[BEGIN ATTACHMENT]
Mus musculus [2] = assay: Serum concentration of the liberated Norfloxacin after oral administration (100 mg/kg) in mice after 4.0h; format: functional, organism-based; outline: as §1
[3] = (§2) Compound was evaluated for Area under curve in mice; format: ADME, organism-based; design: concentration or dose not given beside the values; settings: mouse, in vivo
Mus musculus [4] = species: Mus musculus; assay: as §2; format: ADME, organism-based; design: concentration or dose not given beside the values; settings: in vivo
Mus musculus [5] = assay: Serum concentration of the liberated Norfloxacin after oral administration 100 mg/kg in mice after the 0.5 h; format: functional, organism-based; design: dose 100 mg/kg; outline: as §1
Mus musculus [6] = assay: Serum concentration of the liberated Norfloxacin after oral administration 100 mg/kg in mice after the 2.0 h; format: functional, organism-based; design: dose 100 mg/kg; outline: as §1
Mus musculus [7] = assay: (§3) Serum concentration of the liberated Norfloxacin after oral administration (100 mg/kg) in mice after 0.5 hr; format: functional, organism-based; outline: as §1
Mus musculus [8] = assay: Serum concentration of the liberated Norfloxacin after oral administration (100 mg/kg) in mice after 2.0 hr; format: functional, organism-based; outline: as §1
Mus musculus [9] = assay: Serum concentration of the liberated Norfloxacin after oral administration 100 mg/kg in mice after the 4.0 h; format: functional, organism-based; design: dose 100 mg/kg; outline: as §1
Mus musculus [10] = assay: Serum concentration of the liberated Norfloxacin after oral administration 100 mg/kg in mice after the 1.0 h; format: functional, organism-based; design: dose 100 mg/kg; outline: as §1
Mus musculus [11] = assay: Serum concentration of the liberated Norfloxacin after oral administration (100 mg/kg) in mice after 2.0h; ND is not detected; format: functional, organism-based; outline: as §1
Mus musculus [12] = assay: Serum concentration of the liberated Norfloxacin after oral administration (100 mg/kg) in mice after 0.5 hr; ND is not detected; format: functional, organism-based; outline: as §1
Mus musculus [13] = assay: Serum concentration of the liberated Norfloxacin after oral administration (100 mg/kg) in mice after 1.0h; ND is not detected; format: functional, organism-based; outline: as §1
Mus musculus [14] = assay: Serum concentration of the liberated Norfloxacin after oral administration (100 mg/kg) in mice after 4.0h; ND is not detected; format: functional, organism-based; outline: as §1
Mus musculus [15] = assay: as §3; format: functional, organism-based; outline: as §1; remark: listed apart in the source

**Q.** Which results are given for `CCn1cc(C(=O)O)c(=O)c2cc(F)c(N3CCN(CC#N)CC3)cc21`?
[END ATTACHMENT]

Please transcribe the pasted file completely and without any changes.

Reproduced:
Mus musculus [2] = assay: Serum concentration of the liberated Norfloxacin after oral administration (100 mg/kg) in mice after 4.0h; format: functional, organism-based; outline: as §1
[3] = (§2) Compound was evaluated for Area under curve in mice; format: ADME, organism-based; design: concentration or dose not given beside the values; settings: mouse, in vivo
Mus musculus [4] = species: Mus musculus; assay: as §2; format: ADME, organism-based; design: concentration or dose not given beside the values; settings: in vivo
Mus musculus [5] = assay: Serum concentration of the liberated Norfloxacin after oral administration 100 mg/kg in mice after the 0.5 h; format: functional, organism-based; design: dose 100 mg/kg; outline: as §1
Mus musculus [6] = assay: Serum concentration of the liberated Norfloxacin after oral administration 100 mg/kg in mice after the 2.0 h; format: functional, organism-based; design: dose 100 mg/kg; outline: as §1
Mus musculus [7] = assay: (§3) Serum concentration of the liberated Norfloxacin after oral administration (100 mg/kg) in mice after 0.5 hr; format: functional, organism-based; outline: as §1
Mus musculus [8] = assay: Serum concentration of the liberated Norfloxacin after oral administration (100 mg/kg) in mice after 2.0 hr; format: functional, organism-based; outline: as §1
Mus musculus [9] = assay: Serum concentration of the liberated Norfloxacin after oral administration 100 mg/kg in mice after the 4.0 h; format: functional, organism-based; design: dose 100 mg/kg; outline: as §1
Mus musculus [10] = assay: Serum concentration of the liberated Norfloxacin after oral administration 100 mg/kg in mice after the 1.0 h; format: functional, organism-based; design: dose 100 mg/kg; outline: as §1
Mus musculus [11] = assay: Serum concentration of the liberated Norfloxacin after oral administration (100 mg/kg) in mice after 2.0h; ND is not detected; format: functional, organism-based; outline: as §1
Mus musculus [12] = assay: Serum concentration of the liberated Norfloxacin after oral administration (100 mg/kg) in mice after 0.5 hr; ND is not detected; format: functional, organism-based; outline: as §1
Mus musculus [13] = assay: Serum concentration of the liberated Norfloxacin after oral administration (100 mg/kg) in mice after 1.0h; ND is not detected; format: functional, organism-based; outline: as §1
Mus musculus [14] = assay: Serum concentration of the liberated Norfloxacin after oral administration (100 mg/kg) in mice after 4.0h; ND is not detected; format: functional, organism-based; outline: as §1
Mus musculus [15] = assay: as §3; format: functional, organism-based; outline: as §1; remark: listed apart in the source

**Q.** Which results are given for `CCn1cc(C(=O)O)c(=O)c2cc(F)c(N3CCN(CC#N)CC3)cc21`?